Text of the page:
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Problems measuring the underground economy in transition

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  • Jan Hanousek
  • Filip Palda

Abstract

An easy and popular method for measuring the size of the underground economy is to use macro data such as money demand or electricity demand to infer what the legitimate economy needs, and then to attribute the remaining consumption to the underground economy. Such inferences rely on the stability of parameters of the money demand and electricity demand equations, or at very least on knowledge of how these parameters are changing. We argue that the pace of change of these parameters is too variable in transition economies for the above methods of estimating the size of the underground economy to be applicable. We make our point by using Czech Republic and other transition country data from the financial and electricity sectors. Copyright (c) 2006 The Authors Journal compilation (c) 2006 The European Bank for Reconstruction and Development..

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Bibliographic Info

Article provided by The European Bank for Reconstruction and Development in its journal Economics of Transition.

Volume (Year): 14 (2006)
Issue (Month): 4 (October)
Pages: 707-718

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Handle: RePEc:bla:etrans:v:14:y:2006:i:4:p:707-718

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Cited by:
  1. Tomas Lichard & Jan Hanousek & Randall K. Filer, 2013. "Measuring the Shadow Economy: Endogenous Switching Regression with Unobserved Separation," CERGE-EI Working Papers wp494, The Center for Economic Research and Graduate Education - Economic Institute, Prague.
  2. Peter, Klara Sabirianova, 2009. "Income Tax Flattening: Does It Help to Reduce the Shadow Economy?," IZA Discussion Papers 4223, Institute for the Study of Labor (IZA).
  3. Benedek, Dora & Lelkes, Orsolya, 2009. "The distributional implications of income underreporting in Hungary," MPRA Paper 17308, University Library of Munich, Germany.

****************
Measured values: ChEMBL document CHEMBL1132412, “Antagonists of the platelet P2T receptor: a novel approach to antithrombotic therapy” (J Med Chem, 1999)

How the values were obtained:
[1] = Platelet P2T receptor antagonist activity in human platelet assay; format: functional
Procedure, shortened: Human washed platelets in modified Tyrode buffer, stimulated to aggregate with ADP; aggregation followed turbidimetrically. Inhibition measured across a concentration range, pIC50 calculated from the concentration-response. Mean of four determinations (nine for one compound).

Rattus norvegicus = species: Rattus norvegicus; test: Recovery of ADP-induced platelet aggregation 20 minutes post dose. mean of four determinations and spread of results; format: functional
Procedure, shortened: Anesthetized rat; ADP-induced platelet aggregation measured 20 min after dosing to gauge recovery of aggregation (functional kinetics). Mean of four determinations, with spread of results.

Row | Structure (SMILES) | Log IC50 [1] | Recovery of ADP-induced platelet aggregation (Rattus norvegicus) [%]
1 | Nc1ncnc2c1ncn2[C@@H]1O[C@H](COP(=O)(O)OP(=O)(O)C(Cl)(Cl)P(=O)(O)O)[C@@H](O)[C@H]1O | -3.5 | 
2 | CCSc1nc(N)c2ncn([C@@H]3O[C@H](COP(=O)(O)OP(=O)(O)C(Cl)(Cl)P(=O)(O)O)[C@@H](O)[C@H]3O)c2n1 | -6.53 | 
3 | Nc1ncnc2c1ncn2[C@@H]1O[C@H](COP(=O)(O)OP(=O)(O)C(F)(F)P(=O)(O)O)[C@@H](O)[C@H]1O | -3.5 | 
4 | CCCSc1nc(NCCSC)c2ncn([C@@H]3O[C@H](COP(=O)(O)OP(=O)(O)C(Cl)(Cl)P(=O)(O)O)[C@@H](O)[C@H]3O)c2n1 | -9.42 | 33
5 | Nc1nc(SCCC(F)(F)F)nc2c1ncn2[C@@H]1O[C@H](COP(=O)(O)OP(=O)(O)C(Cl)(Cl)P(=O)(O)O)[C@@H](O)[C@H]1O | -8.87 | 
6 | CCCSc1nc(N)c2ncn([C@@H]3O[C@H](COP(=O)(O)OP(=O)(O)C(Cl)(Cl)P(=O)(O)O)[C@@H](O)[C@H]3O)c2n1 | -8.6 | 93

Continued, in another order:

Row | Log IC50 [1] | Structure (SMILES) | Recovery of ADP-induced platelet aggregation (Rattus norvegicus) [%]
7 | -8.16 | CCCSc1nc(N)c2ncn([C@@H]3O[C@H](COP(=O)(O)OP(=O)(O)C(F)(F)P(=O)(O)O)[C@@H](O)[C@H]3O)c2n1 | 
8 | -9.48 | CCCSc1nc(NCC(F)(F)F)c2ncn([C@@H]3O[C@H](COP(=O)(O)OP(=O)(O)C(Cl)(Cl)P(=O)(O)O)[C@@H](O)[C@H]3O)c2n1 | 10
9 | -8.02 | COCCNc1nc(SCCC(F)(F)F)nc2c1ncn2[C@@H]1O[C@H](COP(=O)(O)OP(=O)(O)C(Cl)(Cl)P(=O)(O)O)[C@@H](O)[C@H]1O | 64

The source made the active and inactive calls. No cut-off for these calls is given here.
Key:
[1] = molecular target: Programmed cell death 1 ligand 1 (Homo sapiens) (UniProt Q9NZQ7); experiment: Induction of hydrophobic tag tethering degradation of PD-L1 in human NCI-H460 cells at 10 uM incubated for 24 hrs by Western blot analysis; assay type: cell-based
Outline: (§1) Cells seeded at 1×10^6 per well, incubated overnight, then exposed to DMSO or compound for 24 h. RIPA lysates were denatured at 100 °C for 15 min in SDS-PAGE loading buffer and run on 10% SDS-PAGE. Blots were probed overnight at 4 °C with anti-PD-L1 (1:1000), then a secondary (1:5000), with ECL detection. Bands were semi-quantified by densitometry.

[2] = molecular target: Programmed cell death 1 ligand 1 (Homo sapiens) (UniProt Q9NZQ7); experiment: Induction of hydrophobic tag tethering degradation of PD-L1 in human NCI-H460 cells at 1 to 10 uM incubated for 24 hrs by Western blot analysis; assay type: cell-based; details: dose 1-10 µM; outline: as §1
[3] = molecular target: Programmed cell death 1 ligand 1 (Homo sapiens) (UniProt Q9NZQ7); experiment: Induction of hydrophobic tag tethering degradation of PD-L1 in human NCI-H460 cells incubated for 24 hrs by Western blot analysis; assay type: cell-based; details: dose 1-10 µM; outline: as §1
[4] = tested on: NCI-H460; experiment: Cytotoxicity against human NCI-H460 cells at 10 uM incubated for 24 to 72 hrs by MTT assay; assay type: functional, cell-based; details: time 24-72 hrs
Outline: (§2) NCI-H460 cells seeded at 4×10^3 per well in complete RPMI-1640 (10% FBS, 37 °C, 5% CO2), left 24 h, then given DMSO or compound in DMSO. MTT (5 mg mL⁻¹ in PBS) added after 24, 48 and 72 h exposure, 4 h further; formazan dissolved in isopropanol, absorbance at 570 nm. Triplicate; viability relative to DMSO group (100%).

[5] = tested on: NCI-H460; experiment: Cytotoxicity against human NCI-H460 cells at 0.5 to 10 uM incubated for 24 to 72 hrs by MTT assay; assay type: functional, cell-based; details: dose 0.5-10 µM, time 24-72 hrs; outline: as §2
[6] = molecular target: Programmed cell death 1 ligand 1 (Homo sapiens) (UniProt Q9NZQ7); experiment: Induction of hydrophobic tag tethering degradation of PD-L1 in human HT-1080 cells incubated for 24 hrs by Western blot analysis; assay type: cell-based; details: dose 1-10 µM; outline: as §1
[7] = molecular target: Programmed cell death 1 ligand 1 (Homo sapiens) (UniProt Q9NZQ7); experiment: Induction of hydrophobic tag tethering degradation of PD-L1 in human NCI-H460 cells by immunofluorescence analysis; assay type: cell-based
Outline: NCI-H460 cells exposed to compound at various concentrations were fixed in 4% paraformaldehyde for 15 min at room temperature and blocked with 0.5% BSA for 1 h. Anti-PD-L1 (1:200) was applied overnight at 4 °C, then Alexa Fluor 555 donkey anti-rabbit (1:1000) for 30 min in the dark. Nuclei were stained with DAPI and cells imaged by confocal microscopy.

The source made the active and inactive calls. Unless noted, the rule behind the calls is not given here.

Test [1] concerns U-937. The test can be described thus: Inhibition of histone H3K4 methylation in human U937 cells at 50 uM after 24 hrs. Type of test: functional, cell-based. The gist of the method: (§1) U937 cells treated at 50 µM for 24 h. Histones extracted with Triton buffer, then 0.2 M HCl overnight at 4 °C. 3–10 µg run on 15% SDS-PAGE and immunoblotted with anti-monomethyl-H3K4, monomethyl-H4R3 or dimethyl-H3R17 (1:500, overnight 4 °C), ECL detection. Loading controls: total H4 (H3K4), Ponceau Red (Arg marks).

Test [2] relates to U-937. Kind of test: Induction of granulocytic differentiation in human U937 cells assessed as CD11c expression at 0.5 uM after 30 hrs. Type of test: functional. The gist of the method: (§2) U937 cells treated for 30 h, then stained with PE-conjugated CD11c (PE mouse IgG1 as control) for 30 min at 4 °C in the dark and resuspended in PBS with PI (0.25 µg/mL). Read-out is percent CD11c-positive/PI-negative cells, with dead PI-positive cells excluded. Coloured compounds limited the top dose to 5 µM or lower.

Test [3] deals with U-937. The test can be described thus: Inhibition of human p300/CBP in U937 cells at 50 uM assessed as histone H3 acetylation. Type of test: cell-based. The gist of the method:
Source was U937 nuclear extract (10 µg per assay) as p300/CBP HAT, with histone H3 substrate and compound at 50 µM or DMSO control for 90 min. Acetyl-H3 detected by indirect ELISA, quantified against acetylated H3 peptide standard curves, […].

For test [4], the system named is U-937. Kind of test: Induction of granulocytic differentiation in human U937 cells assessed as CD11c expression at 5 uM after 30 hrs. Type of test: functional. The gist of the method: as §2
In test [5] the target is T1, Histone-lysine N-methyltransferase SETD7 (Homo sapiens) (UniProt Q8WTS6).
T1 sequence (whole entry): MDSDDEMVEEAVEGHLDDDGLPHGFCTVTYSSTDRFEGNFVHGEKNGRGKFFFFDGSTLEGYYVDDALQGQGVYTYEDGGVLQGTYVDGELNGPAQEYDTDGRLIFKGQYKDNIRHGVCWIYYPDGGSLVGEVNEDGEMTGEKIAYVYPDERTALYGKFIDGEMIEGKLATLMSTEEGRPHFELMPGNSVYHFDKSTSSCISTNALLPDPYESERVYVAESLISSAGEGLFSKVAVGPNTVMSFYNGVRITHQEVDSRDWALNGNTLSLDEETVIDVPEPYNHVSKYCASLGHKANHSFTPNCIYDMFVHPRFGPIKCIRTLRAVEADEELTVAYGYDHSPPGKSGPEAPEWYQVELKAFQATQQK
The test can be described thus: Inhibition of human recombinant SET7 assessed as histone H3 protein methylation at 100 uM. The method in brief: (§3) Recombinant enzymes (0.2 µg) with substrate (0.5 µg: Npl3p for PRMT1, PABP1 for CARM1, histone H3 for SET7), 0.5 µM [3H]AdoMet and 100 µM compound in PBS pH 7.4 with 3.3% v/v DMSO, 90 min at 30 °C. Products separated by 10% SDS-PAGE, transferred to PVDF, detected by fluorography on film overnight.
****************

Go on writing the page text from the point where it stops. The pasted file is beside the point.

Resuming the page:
4. Luisanna Onnis & Patrizio Tirelli, 2011. "Institutions, policies and economic development. What are the causes of the shadow economy?," Working Papers 206, University of Milano-Bicocca, Department of Economics, revised Mar 2011.
  5. Manos Matsaganis & Maria Flevotomou, 2010. "Distributional Implications of Tax Evasion in Greece," GreeSE – Hellenic Observatory Papers on Greece and Southeast Europe 31, Hellenic Observatory, LSE.
  6. Luisanna Onnis & Patrizio Tirelli, 2010. "Challenging the popular wisdom. New estimates of the unobserved economy," Working Papers 184, University of Milano-Bicocca, Department of Economics, revised Apr 2010.
  7. Manos Matsaganis & Maria Flevotomou, 2010. "Distributional implications of tax evasion in Greece," LSE Research Online Documents on Economics 26074, London School of Economics and Political Science, LSE Library.
  8. Matsaganis, Manos & Benedek, Dóra & Flevotomou, Maria & Lelkes, Orsolya & Mantovani, Daniela & Nienadowska, Sylwia, 2010. "Distributional implications of income tax evasion in Greece, Hungary and Italy," MPRA Paper 21465, University Library of Munich, Germany.
  9. Jan Hanousek & Filip Palda, 2008. "Tax Evasion Dynamics in the Czech Republic: First Evidence of an Evasional Kuznets Curve," CERGE-EI Working Papers wp360, The Center for Economic Research and Graduate Education - Economic Institute, Prague.

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